We start from a radius of 0 and have a ds_list to hold the five tips of the star. If the ds_list is empty we create the five tips. Then we make the radius of the shape grow and shoot a specific kind of bullet that has a starting point and ending point and both of them are linked to other bullets to define the shape. When the timer reaches 0 we give speed and random direction to every bullet belonging to the shape.


Last but not least, let’s take a look now at the Crystal, the final weapon in the final stage of the Baphomet Fight. It’s one of the first weapons designed for this game and I really like it.

The code for this weapon is surprisingly short if compared to the Penta one.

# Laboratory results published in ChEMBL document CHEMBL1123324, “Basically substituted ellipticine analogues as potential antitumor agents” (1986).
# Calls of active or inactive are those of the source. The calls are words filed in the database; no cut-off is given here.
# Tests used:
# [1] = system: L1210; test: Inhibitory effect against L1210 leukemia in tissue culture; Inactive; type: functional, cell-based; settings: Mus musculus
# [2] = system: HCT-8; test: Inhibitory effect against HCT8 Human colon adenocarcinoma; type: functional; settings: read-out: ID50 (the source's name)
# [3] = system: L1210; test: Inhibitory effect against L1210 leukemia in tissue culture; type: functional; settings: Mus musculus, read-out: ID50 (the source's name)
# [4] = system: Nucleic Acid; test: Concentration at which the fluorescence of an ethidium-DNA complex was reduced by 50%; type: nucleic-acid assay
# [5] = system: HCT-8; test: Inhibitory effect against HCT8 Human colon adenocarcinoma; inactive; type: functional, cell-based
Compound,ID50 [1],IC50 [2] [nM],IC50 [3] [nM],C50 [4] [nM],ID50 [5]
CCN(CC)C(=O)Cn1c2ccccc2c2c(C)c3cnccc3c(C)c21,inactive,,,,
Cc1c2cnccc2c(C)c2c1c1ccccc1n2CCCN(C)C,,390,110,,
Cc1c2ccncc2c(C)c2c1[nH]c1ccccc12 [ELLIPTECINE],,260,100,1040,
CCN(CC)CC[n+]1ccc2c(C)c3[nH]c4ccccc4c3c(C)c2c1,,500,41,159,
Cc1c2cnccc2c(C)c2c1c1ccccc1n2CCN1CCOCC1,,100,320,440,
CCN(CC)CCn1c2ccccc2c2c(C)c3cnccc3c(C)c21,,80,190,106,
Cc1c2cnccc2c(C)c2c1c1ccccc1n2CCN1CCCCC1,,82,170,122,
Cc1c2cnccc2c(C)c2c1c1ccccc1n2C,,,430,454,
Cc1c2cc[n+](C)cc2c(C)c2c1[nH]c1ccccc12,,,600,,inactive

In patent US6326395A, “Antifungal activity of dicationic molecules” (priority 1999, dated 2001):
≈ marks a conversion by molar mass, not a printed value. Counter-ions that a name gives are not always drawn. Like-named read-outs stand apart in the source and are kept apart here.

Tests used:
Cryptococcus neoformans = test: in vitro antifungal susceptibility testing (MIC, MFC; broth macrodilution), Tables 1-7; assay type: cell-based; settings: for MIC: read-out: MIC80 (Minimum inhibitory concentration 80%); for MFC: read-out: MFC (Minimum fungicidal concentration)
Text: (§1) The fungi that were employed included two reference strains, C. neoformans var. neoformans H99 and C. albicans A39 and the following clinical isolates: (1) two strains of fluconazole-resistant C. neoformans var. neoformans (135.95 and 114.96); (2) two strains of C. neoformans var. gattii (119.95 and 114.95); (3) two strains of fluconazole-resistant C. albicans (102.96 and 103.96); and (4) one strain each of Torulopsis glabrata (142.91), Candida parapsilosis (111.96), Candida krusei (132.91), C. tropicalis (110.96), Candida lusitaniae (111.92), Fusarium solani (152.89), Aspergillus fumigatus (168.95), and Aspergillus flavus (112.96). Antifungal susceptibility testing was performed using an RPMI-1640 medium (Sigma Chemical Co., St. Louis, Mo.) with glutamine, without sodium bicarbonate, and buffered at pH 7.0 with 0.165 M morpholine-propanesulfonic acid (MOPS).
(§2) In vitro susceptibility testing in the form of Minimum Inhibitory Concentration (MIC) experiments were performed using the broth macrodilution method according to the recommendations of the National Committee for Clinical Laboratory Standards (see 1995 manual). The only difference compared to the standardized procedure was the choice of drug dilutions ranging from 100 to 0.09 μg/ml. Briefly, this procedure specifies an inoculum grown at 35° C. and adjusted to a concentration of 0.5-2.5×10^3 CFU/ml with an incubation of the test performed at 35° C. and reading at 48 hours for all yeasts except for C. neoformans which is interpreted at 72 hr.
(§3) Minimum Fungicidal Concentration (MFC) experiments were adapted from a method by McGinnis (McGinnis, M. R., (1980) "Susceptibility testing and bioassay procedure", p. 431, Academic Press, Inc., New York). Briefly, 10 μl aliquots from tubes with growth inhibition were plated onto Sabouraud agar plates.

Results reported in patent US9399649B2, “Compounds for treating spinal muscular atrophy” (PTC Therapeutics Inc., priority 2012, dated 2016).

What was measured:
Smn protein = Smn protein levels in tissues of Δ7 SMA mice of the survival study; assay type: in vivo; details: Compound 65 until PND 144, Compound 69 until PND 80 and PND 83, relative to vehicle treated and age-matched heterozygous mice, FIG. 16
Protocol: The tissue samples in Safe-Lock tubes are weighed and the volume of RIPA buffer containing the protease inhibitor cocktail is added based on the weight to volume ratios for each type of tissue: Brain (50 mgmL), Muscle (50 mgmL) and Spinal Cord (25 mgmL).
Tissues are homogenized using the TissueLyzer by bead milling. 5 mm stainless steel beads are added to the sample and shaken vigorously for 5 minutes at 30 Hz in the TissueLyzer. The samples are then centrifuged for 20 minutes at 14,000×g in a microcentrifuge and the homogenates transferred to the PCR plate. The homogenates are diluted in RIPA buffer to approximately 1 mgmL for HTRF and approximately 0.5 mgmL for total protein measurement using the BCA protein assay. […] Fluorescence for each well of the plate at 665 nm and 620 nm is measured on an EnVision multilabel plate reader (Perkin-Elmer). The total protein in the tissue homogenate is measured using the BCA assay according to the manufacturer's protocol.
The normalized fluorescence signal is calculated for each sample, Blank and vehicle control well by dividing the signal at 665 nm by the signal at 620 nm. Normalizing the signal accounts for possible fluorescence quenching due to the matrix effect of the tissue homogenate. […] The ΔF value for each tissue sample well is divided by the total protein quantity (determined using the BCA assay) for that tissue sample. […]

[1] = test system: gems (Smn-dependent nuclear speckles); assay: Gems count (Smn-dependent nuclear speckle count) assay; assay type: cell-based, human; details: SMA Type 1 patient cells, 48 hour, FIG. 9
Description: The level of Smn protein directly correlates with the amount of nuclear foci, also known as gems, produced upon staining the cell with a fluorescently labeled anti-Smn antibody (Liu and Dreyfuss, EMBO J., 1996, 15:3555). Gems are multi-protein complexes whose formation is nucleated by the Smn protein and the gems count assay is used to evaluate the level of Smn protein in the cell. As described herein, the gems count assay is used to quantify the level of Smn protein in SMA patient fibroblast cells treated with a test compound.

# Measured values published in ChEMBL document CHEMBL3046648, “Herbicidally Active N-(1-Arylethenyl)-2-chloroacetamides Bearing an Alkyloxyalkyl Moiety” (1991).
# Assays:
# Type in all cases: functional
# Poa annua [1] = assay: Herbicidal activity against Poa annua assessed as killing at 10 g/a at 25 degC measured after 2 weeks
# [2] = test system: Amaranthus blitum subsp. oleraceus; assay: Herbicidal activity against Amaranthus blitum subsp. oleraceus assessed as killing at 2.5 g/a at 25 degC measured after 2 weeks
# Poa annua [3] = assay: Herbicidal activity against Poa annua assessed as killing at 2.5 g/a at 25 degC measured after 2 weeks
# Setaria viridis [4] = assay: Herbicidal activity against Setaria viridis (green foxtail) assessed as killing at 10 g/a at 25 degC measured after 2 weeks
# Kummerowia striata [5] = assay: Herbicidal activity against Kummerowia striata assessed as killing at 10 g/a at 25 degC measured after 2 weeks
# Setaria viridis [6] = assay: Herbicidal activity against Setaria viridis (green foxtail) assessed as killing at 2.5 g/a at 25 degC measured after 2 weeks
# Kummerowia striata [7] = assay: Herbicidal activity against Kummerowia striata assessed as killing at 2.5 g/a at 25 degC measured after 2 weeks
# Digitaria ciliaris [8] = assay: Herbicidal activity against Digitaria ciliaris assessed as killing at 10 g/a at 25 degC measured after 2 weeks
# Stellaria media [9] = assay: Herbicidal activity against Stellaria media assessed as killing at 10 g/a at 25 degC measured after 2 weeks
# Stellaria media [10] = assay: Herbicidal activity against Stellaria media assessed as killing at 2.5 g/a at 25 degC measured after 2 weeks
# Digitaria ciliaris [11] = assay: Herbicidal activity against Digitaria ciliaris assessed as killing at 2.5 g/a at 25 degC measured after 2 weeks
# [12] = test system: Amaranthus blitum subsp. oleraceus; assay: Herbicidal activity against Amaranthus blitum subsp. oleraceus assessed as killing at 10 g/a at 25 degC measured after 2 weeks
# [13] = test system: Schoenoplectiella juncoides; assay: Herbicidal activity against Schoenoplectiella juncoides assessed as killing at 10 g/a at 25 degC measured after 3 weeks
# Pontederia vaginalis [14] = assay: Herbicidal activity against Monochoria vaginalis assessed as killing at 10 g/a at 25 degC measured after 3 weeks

In this code you can see two different bullets: obj_bullet_generator_2 and obj_bullet_slow_big. The obj_bullet_generator is a simple straight bullet that spawns two bullets at regular intervals. obj_bullet_slow_big is the giant bullet that looks like a skull.


Now that we explained the structure of how we get bullets and weapons let’s have a recap before proceeding: we have obj_bullet as an ancestor of every other bullet. Bullets have different values in the Create Event and different update routines in the Step Event. To shoot bullets we have obj_weapon as an ancestor of every other weapon. Weapons have different values in the Create Event and various shooting routines in the Step Event. Weapons shoot Bullets, ok, but who uses Weapons? Weapons are used by Demons (Duh!) as children of obj_enemy. Let’s take a look at the Create Event of obj_enemy: